Loving God with All Your Heart

Text: Matthew 22:34-46

Sunday Sermon

The Rev. Dr. D. William Faupel
Priest-in-Charge

November 05, 2017

Introduction

It was one of the strangest services I had ever attended. But it proved to be one of the most profound. While I was in Michigan to attend my high school reunion last month, I stopped by to see an old friend who lives in Ann Arbor. Charley has been on a long spiritual pilgrimage. He was a student of mine, studying to become a Methodist minister back in the 1980’s. Since then he joined the Episcopal Church, Later, he returned to the Roman Catholicism of his youth and more recently discovered that his grandparents were Jews who passed for Christians during World War II. He has been attending a conservative synagogue ever since.

I arrived at his home unannounced and found that he and his wife were just leaving to attend a Bar Mitzvah. He invited me to go with them. The entire service was in Hebrew. I was given an English translation to follow As I said at the outset, the service felt very strange to me. Then a thought hit me with a start. Jesus, as a good first century Palestinian Jew, would have felt far more at home in that service than he would be worshiping with us this morning.

My thoughts were suddenly interrupted as I heard the only words spoken in English throughout the whole two-hour service. These words were prayed by the twelve-year old boy who was now to be recognized as a young adult. They were the words of the Shema: “Hear O Israel, the Lord your God is one. And you shall love the Lord your God with all your hearts and with all your soul and with all your strength.”

There it was, the sacred text, the short summary of the law which expresses the conditions upon which the people of God continue to exist in a life in covenant with Him. Each phrase of the Shema had a special meaning for the first century Jew. To love God with all your heart meant that your inclination to hear God’s word and do His word must rule your heart in such a way that your evil inclinations (lust for food, sex, power, wealth, etc.) would neither be given free reign or dominate your life. To love God with all your “soul” (which can also be translated “life”) meant that they must be prepared for the possibility of martyrdom. To love God with all your strength meant that they must places all their resources, talents and possessions at God’s disposal.

I.

In last week’s gospel reading the scribes and Pharisees came to Jesus and asked him what was the greatest commandment. Without hesitation Jesus quoted this verse from Deuteronomy. In Matthew’s portrait of our Lord, the first century Jewish understanding of this three-fold command provides the interior context of much of our Lord’s teaching throughout his ministry. It corresponds to the three-fold temptation Jesus experienced in the wilderness just before he began his public ministry. The third point makes intelligible our Lord’s command to the rich young ruler to sell all he had and give to the poor.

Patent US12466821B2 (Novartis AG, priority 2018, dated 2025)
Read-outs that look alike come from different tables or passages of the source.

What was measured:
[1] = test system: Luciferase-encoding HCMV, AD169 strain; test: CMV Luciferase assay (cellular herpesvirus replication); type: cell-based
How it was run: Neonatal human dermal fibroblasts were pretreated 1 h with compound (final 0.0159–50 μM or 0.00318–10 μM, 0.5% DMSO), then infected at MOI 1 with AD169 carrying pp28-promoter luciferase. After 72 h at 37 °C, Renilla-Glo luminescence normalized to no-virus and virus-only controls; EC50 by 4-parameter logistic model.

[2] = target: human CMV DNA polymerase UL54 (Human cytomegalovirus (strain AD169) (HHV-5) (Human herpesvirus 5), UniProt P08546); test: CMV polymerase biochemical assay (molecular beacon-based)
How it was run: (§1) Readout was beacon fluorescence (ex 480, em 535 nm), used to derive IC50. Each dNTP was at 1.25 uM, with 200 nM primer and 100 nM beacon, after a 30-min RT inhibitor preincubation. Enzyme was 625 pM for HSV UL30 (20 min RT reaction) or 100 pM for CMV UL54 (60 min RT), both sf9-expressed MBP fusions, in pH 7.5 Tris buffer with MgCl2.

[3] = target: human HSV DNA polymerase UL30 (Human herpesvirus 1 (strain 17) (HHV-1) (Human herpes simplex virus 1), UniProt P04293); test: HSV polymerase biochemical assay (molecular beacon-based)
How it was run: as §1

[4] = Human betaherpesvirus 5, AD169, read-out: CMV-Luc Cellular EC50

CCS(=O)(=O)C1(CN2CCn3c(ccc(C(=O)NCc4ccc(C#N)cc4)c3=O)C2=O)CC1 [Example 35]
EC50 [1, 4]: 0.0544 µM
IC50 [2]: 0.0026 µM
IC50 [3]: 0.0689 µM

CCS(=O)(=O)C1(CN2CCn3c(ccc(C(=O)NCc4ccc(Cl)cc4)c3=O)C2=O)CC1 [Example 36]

It also provides the interpretive clue to many of His parables. For example, the parable of the sower who sowed seed in many kinds of soil. The disciples did not understand and later ask him to explain it to them. In response Jesus liked the seed that fell on the path to the person who hears God’s word but does not accept it. The heart, he said was divided. Evil comes, and the seed is snatched away. He then said the seed which fell on rocky soil is the person who receives the word with Joy, but the word does not take root and in the heat of persecution withers and dies. Finally. The seed which fell among the thorns is the person who allows the cares of life and lure of wealth to choke it out. Only the seed that falls on good soil will flourish.

III.

In today’s Gospel reading, Jesus then turns to the crowds and to his disciples and makes direct reference to the scribes and the Pharisees who had just asked him what was the great commandment. Jesus now says of them, they “sit on Moses’ seat; Do whatever they teach you and follow it; but do not do as they do, for they do not practice what they teach.” We have all heard the expression: “Do as I say not as I do.” On the surface, it would seem that this is what Jesus is telling his followers. Follow what the scribes and Pharisees teach but not what they do.

But this interpretation of our Lord’s statement is puzzling. The Pharisees taught that plucking grain or healing a blind man on the sabbath is sinful. They taught that not washing your hands before eating violated the law of Moses. They believed that depriving money that should be used to support their parents was a good thing if the money was instead given as a religious offering. They condemned Jesus and his followers for doing those very things. How could Jesus possibly say: “Do as the Pharisees say, not as they do.” The Pharisees prided themselves in being consistent. They did practice what they preached.’ According to Jesus the problem was not that they didn’t follow their own teaching, the problem was that the teaching itself was wrong.